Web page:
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Kelsie Lee and her father, Richard, public works director for the City of New London, N.H., remember Ryan Haynes, who was killed on the job in 2005 while filling potholes for the New London Highway Department. Photo: Kelsie Lee

When public works crews set out on a job they do so discreetly and with little spectacle. When firefighters or police officers are paged to a scene they respond with loud sirens and flashing lights. As they go through town everyone asks, “What's going on?” But when a dump truck or backhoe loader rides up the road with its amber lights flashing, people mutter, “Can they go any slower?” or “What are they going to make a mess of now?”

One of my survey statements was: “Citizens feel as though Public Works/ Highway employees are lazy and unproductive.” I assumed many respondents would agree, but only 52% did. Dennis McCarthy, the public works director in Raymond, N.H.—as well as deputy fire chief and police commissioner in Auburn, N.H.—responded: “I disagree. Cops eat donuts, firefighters sleep on the job, and public works stand around and watch one man work.” Funny as it sounds, his depictions of stereotypes is true—we all have them.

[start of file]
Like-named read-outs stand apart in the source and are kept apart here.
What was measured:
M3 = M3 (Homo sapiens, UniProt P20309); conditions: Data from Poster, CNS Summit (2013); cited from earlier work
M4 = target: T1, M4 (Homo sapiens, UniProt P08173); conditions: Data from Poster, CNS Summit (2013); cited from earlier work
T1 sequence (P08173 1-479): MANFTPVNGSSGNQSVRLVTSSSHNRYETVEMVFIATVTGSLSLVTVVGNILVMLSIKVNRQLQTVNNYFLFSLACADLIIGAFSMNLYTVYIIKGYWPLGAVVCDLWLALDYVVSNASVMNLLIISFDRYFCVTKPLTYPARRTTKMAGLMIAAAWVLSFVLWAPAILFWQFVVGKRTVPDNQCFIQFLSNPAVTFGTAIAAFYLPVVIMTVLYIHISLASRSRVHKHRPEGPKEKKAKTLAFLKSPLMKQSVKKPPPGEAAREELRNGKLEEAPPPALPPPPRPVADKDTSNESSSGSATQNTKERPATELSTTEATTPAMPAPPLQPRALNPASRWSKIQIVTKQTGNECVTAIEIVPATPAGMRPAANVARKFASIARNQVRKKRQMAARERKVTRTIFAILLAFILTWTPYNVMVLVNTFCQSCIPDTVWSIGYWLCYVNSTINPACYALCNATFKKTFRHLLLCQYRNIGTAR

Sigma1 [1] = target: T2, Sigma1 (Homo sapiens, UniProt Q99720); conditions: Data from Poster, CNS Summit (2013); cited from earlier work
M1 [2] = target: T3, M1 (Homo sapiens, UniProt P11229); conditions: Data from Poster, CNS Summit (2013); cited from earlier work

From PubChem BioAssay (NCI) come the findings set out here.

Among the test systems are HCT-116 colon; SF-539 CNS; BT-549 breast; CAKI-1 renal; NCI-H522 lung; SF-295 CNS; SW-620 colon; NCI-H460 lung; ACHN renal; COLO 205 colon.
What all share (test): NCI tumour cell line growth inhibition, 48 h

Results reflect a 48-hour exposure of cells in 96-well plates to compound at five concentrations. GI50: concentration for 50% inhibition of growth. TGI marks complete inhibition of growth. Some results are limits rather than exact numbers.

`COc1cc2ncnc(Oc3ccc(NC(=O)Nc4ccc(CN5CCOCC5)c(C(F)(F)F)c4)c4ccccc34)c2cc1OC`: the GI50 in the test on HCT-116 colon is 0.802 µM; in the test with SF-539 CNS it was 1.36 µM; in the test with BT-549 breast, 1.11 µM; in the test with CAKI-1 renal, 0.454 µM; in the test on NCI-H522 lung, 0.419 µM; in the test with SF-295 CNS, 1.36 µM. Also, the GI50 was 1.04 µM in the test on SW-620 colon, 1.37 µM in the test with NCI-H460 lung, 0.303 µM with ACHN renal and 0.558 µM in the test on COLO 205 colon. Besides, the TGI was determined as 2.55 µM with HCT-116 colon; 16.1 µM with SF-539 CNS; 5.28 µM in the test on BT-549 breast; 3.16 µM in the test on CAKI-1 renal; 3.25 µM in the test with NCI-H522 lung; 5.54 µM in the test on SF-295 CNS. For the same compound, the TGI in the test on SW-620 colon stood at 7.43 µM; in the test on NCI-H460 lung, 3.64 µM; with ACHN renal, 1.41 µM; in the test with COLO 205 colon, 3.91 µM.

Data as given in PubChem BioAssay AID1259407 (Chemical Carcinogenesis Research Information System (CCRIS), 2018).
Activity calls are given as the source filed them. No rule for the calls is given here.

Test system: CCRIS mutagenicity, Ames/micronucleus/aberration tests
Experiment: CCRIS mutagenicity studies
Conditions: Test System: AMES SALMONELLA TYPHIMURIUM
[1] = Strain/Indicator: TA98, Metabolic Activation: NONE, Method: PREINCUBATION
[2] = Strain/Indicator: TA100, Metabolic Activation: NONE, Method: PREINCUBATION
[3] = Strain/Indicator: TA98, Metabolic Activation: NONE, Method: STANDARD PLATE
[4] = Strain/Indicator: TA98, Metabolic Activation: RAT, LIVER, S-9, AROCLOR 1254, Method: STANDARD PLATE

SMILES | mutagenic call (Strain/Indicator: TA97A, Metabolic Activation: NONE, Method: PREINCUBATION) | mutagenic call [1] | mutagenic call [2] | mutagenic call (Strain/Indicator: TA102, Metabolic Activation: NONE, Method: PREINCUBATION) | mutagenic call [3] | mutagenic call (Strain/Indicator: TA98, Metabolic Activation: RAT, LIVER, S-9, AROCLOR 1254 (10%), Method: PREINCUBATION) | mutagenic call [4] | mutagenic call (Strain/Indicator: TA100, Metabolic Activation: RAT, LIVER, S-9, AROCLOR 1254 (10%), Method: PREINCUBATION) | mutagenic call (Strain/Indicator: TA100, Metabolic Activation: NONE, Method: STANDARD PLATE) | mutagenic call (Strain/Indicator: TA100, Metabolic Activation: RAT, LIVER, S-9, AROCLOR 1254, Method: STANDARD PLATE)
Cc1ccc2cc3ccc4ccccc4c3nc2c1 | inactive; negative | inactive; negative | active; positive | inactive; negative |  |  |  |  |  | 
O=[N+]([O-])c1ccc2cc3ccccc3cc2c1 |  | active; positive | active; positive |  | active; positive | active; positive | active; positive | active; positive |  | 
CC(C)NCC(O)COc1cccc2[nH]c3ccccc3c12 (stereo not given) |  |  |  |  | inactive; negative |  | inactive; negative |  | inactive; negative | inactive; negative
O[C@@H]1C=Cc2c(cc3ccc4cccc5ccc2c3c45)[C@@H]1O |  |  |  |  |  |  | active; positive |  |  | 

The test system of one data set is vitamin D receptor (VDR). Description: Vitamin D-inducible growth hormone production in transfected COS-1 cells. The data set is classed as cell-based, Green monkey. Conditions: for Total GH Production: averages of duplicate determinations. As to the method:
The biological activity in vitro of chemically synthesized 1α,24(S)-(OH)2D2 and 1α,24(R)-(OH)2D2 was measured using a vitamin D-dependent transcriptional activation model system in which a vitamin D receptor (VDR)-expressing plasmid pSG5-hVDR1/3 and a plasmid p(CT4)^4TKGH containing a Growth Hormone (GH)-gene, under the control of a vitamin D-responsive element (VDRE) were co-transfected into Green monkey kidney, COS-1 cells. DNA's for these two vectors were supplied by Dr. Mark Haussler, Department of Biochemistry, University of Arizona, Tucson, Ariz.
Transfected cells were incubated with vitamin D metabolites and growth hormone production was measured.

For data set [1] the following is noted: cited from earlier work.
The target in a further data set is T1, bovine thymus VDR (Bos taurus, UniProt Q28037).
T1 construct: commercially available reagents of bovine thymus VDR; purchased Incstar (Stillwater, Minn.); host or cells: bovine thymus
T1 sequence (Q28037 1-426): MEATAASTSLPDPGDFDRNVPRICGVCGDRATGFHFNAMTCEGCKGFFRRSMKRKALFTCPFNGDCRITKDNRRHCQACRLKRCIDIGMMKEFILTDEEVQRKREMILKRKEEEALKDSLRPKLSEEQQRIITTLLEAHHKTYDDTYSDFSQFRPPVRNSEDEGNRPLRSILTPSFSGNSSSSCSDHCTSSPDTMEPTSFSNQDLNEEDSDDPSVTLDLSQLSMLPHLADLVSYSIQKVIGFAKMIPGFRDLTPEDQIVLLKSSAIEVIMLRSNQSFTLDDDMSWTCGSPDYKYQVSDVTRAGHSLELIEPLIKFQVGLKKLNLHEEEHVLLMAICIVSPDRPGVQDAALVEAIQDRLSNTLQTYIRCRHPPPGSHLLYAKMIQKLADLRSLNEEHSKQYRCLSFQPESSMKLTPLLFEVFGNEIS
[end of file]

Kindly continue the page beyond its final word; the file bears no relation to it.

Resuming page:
There are misconceptions about all three professions, but the media make it look as though firefighters and police have been working diligently on-scene and therefore deserve a break. Unfortunately, it seems that media are alleging that public works crews are “a bunch of drunks who c¡y respondent asked if I know of any other business where I could find a mechanic who could work on a chain saw, police cruiser, and fire truck as well as weld a snow plow and build a hydraulic hose. To be honest, I can't. That same respondent said that in the private sector, those would be five separate specialties.

For public works crews, it's just an average day.

— Lee is a graphic design major who just completed her freshman year at Colby-Sawyer College in New London, N.H.